Quiet, please!

Posted on Apr 25, 2017 in News

Joseph Ducreux’s painting “Le Discret,” one of the Spencer Museum’s iconic and most-popular paintings, will headline an exhibition at the National Gallery of Art, beginning in May. This article was originally published in issue no. 2, 2017, of Kansas Alumni magazine.

Joseph Ducreux's painting "Le Discret," circa 1791, on display at the Spencer Museum of ArtIs he shushing noisy children, warning of dire political dangers, or something else? Even the title of Joseph Ducreaux’s “Le Discret” hints at ambiguity. Silence? Discretion? Shades of both?

Such range of content within an otherwise uncomplicated image helped establish “Le Discret,” which has been on near-continuous display at KU since it s951 acquisition, as an icon of the Spencer Museum of Art’s collection. Now it will take its charms to a larger audience as the headliner of “America Collects Eighteenth-Century French Painting,” an exhibition from May 21 to Aug. 20 at the National Gallery of Art in Washington, D.C.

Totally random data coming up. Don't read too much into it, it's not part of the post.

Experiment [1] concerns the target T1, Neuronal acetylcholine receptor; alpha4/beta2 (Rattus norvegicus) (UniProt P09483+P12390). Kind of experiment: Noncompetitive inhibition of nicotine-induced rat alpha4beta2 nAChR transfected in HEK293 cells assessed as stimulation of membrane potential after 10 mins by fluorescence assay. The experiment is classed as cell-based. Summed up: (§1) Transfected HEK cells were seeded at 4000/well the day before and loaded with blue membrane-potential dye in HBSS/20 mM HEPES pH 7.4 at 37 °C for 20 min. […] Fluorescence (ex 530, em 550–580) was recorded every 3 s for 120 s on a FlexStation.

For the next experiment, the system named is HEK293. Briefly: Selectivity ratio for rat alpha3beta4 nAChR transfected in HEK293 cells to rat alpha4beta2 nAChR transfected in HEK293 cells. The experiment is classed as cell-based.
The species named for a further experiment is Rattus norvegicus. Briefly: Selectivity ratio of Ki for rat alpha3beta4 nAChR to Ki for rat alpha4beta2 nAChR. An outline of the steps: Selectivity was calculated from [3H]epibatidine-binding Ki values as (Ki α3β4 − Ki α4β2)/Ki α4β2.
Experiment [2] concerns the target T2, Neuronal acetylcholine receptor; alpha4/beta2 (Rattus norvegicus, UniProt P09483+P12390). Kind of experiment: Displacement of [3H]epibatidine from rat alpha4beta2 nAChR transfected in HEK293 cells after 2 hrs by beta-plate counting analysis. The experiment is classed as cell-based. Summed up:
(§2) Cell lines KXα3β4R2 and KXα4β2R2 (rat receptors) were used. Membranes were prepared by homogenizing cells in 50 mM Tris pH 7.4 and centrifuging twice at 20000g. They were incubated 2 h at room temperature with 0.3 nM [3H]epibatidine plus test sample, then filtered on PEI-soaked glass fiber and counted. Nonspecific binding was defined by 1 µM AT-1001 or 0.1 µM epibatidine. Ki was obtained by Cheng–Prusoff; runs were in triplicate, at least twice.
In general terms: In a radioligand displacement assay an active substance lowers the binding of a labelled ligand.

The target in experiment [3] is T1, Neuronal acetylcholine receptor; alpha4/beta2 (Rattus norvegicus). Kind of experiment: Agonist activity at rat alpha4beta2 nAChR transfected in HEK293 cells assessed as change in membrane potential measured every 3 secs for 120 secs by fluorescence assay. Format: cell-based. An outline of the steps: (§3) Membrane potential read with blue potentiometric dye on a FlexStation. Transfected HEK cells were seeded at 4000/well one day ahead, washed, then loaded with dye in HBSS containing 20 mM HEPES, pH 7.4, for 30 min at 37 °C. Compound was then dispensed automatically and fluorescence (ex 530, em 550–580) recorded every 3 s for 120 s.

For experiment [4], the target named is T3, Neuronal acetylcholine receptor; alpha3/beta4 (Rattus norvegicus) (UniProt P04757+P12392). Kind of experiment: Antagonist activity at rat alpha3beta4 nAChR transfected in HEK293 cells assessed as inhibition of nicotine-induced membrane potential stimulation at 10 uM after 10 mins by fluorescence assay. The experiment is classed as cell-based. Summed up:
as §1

“This work has a lot of personality,” says Susan Earle, the Spencer’s curator of European and American art. “It’s a great way to represent us, to share that Kansas is a place with a lot of interesting culture that people may not be aware of. That might just be a revelation to some people.”

As First Painter to Queen Marie Antoinette, Ducreux feared for his life during the French Revolution and fled for a time to London. Forced afterward to reinvent himself, Ducreux ventured beyond the norms of high-society portraiture by painting self-portraits that depicted expressions then rare in fine art: yawning, laughing, crying, mocking, shushing.

Earle describes the 1791 painting as a sort of 18th-century selfie, which helps explain Ducreux’s emergence as an internet superstar. The painter, who died in 1802, has two Twitter accounts and in 2013 won Reddit’s Tournament of Memes. “It hits that chord as a selfie in a way that others don’t,” Earle says. “This one somehow speaks to people.”

A long as they don’t speak back. Shush!

—Chris Lazzarino

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